cash_flow_model - GUIDELINES GENERAL Definition A cash flow...

Info iconThis preview shows pages 1–2. Sign up to view the full content.

View Full Document Right Arrow Icon
GUIDELINES GENERAL (A) Suggest even dollars be used rather than showing cents. (C) Next fill in the pre-start-up position of the essential operating data [non-cash flow information], where applicable. (D) Complete the spreadsheet using the suggestions for each entry, provided in the partial spreadsheet on the next worksheet. CHECKING Definition: A cash flow projection is a forecast of cash funds a business anticipates receiving and paying out throughout the course of a given span of time, and the anticipated cash position at specific times during the period being projected. [For the purpose of this projection, cash funds are defined as cash, checks, or money order, paid out or received.] Objective: The purpose of preparing a cash flow projection is to determine shortages or excesses in cash from that necessary to operate the business during the time for which the projection is prepared. If cash shortages are revealed in the project, financial plans must be altered to provide more cash until a proper cash flow balance is obtained. For example, more owner cash, loans, increased selling prices of products, or less credit sales to customers will provide more cash to the business. Ways to reduce the amount of cash paid out includes having less inventory, reducing purchases of equipment or other fixed assets, or eliminating some operating expenses. If excesses of cash are revealed, it might indicated excessive borrowing or idle money that could be "put to work." The objective is to finally develop a plan which, if followed, will provide a well-managed flow of cash. The Spreadsheet: The cash flow projection worksheet in this file provides a systematic method of recording estimates of cash receipts and expenditures, which can be compared with actual receipts and expenditures as they become known. The entries listed in the spreadsheet will not necessarily apply to every business, and some entries may not be included which would be pertinent to specific businesses. It is suggested, therefore, that you adapt the spreadsheet to the particular business for which the projection is being made, with appropriate changes in the entries as required. Before the cash flow projection can be completed and a pricing structure established, it is necessary to know or to estimate various important factors of the business, for example: What are the direct costs of the product or services per unit? What are the monthly or yearly costs of the operation? What is the sales price per unit of the product or service? Determine that the pricing structure provides this business with reasonable breakeven goals [including a reasonable net profit] when conservative sales goals are met. What are the available sources of cash, other than income from sales; for example, loans, equity capital, rent, or other sources?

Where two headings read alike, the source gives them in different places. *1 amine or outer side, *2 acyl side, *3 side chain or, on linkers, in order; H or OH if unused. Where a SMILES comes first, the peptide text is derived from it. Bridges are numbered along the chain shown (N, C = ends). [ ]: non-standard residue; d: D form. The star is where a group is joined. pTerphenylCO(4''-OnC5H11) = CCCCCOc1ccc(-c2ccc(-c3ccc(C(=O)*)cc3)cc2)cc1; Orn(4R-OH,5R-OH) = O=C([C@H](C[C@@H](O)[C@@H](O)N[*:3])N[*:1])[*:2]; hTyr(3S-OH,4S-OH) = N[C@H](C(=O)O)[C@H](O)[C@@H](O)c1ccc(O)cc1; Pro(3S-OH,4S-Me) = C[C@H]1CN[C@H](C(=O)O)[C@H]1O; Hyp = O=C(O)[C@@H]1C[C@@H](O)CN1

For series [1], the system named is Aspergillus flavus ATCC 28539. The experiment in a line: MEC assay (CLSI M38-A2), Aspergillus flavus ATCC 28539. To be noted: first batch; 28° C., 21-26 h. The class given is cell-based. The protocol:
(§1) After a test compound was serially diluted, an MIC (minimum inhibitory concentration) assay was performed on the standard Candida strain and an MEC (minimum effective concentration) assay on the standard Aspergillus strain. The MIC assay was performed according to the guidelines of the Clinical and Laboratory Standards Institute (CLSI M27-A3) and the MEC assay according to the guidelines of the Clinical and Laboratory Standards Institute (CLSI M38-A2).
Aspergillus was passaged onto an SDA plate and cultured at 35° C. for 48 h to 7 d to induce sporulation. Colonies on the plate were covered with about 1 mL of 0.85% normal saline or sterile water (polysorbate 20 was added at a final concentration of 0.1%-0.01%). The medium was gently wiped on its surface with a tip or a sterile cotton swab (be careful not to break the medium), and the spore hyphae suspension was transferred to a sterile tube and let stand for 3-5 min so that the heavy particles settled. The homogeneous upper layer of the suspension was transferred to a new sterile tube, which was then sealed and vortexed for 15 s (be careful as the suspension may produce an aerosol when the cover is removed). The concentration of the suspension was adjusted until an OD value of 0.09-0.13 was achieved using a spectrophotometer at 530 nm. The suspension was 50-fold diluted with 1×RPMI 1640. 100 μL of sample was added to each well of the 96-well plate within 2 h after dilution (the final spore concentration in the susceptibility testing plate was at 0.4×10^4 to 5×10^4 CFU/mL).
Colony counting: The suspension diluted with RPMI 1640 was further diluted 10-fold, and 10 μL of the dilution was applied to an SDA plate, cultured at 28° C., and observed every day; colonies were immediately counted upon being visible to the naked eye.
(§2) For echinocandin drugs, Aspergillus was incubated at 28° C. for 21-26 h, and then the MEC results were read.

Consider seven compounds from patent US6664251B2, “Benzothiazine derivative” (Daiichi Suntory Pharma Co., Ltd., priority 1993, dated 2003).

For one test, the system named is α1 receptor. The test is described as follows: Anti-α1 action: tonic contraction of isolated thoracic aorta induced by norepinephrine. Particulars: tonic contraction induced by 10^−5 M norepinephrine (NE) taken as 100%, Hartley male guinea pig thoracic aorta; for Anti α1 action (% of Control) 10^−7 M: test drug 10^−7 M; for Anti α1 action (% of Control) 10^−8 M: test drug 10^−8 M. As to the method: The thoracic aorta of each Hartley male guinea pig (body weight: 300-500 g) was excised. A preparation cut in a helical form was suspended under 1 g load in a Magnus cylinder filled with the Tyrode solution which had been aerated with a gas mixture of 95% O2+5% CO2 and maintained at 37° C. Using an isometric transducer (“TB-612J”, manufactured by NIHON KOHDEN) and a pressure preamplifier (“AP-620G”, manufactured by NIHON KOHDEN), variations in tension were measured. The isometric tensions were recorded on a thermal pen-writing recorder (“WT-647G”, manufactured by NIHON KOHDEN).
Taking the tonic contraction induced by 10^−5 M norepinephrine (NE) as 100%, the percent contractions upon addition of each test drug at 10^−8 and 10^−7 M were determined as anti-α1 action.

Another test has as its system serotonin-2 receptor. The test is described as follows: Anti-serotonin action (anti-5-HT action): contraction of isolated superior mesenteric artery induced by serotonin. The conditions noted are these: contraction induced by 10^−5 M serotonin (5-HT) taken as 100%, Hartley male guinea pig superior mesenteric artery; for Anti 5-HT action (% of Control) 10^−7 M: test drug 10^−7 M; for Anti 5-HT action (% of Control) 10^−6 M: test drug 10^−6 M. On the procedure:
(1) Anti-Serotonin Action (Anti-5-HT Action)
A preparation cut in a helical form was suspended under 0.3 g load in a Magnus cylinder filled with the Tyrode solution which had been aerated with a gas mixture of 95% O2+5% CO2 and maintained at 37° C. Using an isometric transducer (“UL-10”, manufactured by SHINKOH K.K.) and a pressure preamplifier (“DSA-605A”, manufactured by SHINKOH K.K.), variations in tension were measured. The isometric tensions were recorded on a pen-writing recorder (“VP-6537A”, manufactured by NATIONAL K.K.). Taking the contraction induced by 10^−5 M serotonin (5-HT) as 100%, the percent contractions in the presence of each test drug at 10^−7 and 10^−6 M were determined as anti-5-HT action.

Background image of page 1

Info iconThis preview has intentionally blurred sections. Sign up to view the full version.

View Full DocumentRight Arrow Icon
Image of page 2
This is the end of the preview. Sign up to access the rest of the document.

This note was uploaded on 06/28/2010 for the course MKTG 00HP01 taught by Professor Himanshu during the Spring '10 term at Indiana Institute of Technology.

Page1 / 6

cash_flow_model - GUIDELINES GENERAL Definition A cash flow...

This preview shows document pages 1 - 2. Sign up to view the full document.

View Full Document Right Arrow Icon
Ask a homework question - tutors are online